The Task I recently sent out a survey to Twitter where 50 respondents were presented with series of scores for students. The scores were for individual learning objectives and all the scores are based on a 3 point or 4 point proficiency scale. Each score was indicated by one of four different colours. Users were asked to come up with an overall letter grade and percent for each student based on these learning objective scores.
While I’m working on some new post for my blog, I thought I’d share some other blog posts that may trigger some interesting educational explorations for you. Having a Growth Mindset is a big topic these days, and with good reason. Every math teacher knows this, as we constantly hear the phrase “I’m not good at math.” Geoff Schmit’s recent post Introducing Growth Mindset is a good place to start reading up on mindset.
A couple of days ago after dinner I asked my son how he did on his current events project. Everyone in his Grade 4 class takes a turn at presenting a current event. Grady took this project very seriously. He initially researched some artifact from Nazi Germany that was in the news, but decided that the topic wasn’t appropriate for the younger Grade 3s in his class. He then researched some news about a sasquatch and wrote a few pages on it.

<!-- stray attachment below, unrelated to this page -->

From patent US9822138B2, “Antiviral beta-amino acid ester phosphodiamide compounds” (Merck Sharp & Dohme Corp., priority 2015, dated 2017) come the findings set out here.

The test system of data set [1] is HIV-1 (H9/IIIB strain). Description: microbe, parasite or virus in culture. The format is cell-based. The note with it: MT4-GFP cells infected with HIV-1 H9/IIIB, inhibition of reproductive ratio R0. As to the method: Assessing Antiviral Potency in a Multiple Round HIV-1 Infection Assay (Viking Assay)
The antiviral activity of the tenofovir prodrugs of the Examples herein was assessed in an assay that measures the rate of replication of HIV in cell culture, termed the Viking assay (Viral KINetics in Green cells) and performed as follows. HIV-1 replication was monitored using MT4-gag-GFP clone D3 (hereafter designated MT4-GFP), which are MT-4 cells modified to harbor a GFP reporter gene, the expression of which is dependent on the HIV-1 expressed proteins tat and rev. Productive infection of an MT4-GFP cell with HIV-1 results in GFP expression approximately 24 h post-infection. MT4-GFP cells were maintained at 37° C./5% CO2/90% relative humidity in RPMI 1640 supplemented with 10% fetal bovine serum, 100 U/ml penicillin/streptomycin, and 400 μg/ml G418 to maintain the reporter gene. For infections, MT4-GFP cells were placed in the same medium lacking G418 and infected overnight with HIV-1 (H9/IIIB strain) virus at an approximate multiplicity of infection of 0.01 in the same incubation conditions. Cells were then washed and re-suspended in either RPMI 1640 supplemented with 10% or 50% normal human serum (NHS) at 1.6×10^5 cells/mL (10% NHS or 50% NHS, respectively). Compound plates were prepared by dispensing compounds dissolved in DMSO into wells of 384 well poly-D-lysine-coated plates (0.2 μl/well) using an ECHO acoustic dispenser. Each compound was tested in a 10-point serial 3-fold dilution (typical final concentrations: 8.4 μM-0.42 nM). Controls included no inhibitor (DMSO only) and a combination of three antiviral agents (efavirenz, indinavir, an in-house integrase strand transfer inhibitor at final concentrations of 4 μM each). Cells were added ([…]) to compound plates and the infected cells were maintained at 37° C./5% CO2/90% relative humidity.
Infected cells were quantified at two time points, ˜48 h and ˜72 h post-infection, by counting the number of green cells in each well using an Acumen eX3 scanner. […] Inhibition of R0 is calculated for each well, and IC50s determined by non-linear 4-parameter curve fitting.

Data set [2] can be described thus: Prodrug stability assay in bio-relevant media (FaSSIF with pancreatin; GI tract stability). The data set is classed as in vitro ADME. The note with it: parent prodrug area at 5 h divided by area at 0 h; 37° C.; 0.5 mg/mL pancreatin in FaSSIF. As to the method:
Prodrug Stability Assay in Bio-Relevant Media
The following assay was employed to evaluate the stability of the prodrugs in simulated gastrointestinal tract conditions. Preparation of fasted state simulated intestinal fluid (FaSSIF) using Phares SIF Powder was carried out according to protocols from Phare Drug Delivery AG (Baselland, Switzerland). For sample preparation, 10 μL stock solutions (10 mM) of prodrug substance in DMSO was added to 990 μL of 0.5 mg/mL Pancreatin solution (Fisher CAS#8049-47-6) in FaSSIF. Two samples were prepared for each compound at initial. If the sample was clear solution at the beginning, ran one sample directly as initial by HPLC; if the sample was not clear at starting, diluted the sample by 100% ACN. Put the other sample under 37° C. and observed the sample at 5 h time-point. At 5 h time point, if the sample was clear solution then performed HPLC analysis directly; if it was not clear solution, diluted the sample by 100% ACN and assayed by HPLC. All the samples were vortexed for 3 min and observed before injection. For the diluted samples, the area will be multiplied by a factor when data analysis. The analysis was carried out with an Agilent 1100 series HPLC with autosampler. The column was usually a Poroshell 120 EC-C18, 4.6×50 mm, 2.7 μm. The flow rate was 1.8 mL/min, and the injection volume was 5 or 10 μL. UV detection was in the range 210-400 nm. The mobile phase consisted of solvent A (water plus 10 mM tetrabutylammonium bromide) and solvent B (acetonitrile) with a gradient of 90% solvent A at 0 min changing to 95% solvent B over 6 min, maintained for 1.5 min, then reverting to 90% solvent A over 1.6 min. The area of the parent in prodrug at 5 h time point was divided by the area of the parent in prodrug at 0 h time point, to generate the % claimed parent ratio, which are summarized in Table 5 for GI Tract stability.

After spending months and hours of reading articles and blogs about Standards Based Grading (SBG), I will be embarking down this path myself starting next week. I’ve been planning on doing this since I first got my job at Prince of Wales, but I think I’ve finally sorted out in my head how I want to approach it. There are a lot of unknowns because there are a lot of different ways to do SBG.
I was livid after hearing Peter Cowley in today’s broadcast of Grading Teachers on The Current. There are so many problems with his argument it is difficult to know where to begin. Standardized tests are universally panned in research, and in fact they are not “better than nothing.” Standardized tests, amongst other things, leads to “teaching to the test.” The UK had massive problems with this in the nineties, where up to a month or more of classtime was spent solely in prepping students for a standardized test.